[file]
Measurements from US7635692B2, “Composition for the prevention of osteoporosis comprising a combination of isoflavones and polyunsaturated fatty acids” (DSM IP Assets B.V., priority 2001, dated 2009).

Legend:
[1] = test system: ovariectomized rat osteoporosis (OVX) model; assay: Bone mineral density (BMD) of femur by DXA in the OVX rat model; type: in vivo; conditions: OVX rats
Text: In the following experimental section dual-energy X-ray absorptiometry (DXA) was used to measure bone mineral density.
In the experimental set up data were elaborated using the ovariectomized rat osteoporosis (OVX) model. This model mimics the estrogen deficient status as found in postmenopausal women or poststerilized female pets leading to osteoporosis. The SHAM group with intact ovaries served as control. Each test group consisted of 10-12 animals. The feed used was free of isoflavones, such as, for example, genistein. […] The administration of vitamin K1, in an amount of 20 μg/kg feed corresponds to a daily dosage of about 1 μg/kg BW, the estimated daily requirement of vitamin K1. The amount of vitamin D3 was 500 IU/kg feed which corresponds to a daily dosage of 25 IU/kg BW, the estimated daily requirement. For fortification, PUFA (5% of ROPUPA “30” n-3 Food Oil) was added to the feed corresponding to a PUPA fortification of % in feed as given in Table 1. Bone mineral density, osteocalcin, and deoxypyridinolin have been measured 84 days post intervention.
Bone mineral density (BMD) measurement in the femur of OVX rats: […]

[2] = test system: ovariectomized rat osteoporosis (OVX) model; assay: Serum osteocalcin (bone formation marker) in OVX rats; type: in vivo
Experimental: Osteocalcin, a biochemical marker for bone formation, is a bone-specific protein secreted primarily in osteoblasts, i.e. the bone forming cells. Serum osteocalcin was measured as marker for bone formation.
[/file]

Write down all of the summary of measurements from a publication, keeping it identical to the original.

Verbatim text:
Measurements from US7635692B2, “Composition for the prevention of osteoporosis comprising a combination of isoflavones and polyunsaturated fatty acids” (DSM IP Assets B.V., priority 2001, dated 2009).

Legend:
[1] = test system: ovariectomized rat osteoporosis (OVX) model; assay: Bone mineral density (BMD) of femur by DXA in the OVX rat model; type: in vivo; conditions: OVX rats
Text: In the following experimental section dual-energy X-ray absorptiometry (DXA) was used to measure bone mineral density.
In the experimental set up data were elaborated using the ovariectomized rat osteoporosis (OVX) model. This model mimics the estrogen deficient status as found in postmenopausal women or poststerilized female pets leading to osteoporosis. The SHAM group with intact ovaries served as control. Each test group consisted of 10-12 animals. The feed used was free of isoflavones, such as, for example, genistein. […] The administration of vitamin K1, in an amount of 20 μg/kg feed corresponds to a daily dosage of about 1 μg/kg BW, the estimated daily requirement of vitamin K1. The amount of vitamin D3 was 500 IU/kg feed which corresponds to a daily dosage of 25 IU/kg BW, the estimated daily requirement. For fortification, PUFA (5% of ROPUPA “30” n-3 Food Oil) was added to the feed corresponding to a PUPA fortification of % in feed as given in Table 1. Bone mineral density, osteocalcin, and deoxypyridinolin have been measured 84 days post intervention.
Bone mineral density (BMD) measurement in the femur of OVX rats: […]

[2] = test system: ovariectomized rat osteoporosis (OVX) model; assay: Serum osteocalcin (bone formation marker) in OVX rats; type: in vivo
Experimental: Osteocalcin, a biochemical marker for bone formation, is a bone-specific protein secreted primarily in osteoblasts, i.e. the bone forming cells. Serum osteocalcin was measured as marker for bone formation.